The shifter above has four bi-directional channels. There are various such devices around and they should be very inexpensive (I believe I got five of these for < $20). The two things to make sure of are:

  • The shifter supports 3.3 to 5V conversion (almost all of them will).

  • The shifter has at least one bi-directional channel, in case you need one at some point.

That answers how to connect Arduino devices in general for use with any model of Raspberry Pi.

I bought "RFID RC522" & "GY-NEO6MV2", and I need a useful guide for both of them in order to use them with Raspberry Pi 3 Model B.

You may or may not be able to find such a thing. You will have to understand how to code to do this; the languages most commonly used for such on the pi are C/C++ and python, but you could use anything given the right skill set. Remember, this is not plug n' play. You may have to write the code from scratch following specifications on the device's datasheet, first doing a bit of research about how the bus style works. If there is an existing Arduino library, this may be useful to you as a reference and snippets of it (presuming the legal context allows for such) may come in handy, but Arduino's peculiar brand of C++ is not completely portable.

Datasheets may be intimidating at first for someone with a pure software background as they usually do not refer to code but to some kind of communication scheme/protocol, and may include many low level electrical and timing details you do not need to know or worry about since the datasheet is probably actually for a chip which is mounted on/in the device you bought; those details were used by the people who put the device together. What is important to you is the protocol used with the bus. If you have done networking programming, this is essentially the same "language agnostic" idea.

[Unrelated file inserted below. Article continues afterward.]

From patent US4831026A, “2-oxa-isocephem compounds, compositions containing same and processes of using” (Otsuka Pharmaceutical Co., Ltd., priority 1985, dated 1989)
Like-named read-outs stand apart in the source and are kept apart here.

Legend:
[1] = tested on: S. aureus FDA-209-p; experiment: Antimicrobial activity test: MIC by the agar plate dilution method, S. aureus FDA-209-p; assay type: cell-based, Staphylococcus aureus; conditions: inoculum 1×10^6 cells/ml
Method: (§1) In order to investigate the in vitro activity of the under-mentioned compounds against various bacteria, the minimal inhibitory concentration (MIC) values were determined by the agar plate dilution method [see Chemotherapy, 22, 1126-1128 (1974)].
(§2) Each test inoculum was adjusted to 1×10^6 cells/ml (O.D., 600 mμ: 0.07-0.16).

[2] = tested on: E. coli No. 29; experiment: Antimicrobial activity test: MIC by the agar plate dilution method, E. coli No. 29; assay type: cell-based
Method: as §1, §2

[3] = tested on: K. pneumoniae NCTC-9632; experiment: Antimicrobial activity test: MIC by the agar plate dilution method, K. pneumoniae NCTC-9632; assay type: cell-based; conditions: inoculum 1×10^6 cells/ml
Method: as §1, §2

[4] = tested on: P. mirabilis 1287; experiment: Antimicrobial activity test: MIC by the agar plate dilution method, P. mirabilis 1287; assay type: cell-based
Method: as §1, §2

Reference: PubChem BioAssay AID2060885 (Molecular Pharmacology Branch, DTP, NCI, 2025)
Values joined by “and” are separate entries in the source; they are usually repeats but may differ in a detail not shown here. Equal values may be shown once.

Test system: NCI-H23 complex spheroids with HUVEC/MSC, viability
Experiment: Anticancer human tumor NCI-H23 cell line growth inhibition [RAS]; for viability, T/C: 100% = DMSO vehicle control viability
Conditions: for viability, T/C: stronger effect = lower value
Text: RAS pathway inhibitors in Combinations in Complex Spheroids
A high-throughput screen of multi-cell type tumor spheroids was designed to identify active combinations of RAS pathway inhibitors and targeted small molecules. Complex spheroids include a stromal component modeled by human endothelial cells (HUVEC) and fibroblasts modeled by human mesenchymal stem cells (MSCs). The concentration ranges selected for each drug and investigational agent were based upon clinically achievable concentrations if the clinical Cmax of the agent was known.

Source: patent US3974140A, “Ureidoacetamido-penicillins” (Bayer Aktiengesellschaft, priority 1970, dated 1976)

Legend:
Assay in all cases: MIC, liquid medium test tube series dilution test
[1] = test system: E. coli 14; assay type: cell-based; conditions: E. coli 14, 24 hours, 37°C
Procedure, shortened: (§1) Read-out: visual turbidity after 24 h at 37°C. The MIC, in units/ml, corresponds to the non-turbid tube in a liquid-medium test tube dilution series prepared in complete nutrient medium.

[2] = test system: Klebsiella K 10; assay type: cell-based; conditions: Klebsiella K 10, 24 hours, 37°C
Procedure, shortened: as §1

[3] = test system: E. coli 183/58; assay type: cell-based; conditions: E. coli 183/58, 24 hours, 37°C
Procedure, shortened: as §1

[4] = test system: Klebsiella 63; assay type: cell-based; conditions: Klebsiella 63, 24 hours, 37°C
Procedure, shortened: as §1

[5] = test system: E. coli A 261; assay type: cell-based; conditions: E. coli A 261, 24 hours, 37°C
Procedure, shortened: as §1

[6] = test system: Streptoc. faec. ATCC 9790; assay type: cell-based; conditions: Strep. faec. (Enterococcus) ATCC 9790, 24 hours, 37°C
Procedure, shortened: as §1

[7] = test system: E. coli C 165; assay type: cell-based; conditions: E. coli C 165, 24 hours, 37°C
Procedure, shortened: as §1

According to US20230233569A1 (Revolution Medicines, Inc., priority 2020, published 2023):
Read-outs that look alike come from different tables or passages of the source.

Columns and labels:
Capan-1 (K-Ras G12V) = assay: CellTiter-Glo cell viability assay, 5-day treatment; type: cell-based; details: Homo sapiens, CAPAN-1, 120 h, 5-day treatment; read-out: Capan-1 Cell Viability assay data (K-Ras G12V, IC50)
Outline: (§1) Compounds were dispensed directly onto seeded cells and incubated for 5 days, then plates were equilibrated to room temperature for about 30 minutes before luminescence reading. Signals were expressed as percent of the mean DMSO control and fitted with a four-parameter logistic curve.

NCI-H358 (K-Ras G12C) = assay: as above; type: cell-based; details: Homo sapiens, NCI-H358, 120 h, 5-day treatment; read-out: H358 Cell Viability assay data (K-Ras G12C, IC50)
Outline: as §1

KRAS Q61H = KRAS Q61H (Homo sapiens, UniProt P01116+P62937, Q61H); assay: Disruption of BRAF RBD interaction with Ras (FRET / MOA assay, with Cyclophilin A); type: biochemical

1. Some devices are not restricted to one one logic level; although it should be the same on all communication pins, it may be, e.g., from 3-5 V. This may be related to the supply voltage (i.e., it has to be the same), or (I think more commonly) it may be independent of it, and the supply voltage may have an acceptable range also. If you can power a device with 5V but use 3.3V logic, do so (although the 3.3V rail on the pi is better regulated and provides a more stable voltage than the 5V, this is probably not a hugely significant issue unless you are drawing a lot of mA). Just be absolutely positive that's the case first, because if the logic level is tied to the supply voltage, you will permanently damage the pi making this mistake.

Looking at this, the device sold as the "RFID RFC522 for Arduino" appears to use 5V logic but requires 3.3V supply. The logic may or may not be restricted to 5V; at a glance the board appears to have a level shifter built into it so its logic pins can connected directly to the Arduino. You will have to dig around a little further; this may mean you do have to use another shifter of your own with the pi, or it may be okay connected directly. My guess is it is harmless to try but that is a more specific question you may want to ask at our larger sibling site, Electrical Engineering ("Can I use 3.3V logic with this device?").

2. On the pi breakout this is usually starting on the left side at the corner end, zigzagging across and down. You will find many diagrams online corresponding these physical numbers to the GPIO numbering scheme, which has to do with how they are connected to the SoC.

  • There are a few devices that work both in 5V and 3.3V. – Rui F Ribeiro Jun 14 '16 at 9:38
  • 1
    @RuiFRibeiro True. I've added a footnote about that point. In fact, the RFID RFC522 seems to require a 3.3V supply but can be connected directly to the 5V logic pins of the Arduino. I am not sure if this means it has a range usable with the logic or whether (it kind of looks like it) because it has a shifter built in to make it easier to use with the Arduino (most models of which have a 3.3V supply, but are still just 5V logic). That might mean you ironically need another shifter -- or not... – goldilocks Jun 14 '16 at 11:05

Your Answer

By clicking “Post Your Answer”, you agree to our terms of service, privacy policy and cookie policy

Not the answer you're looking for? Browse other questions tagged or ask your own question.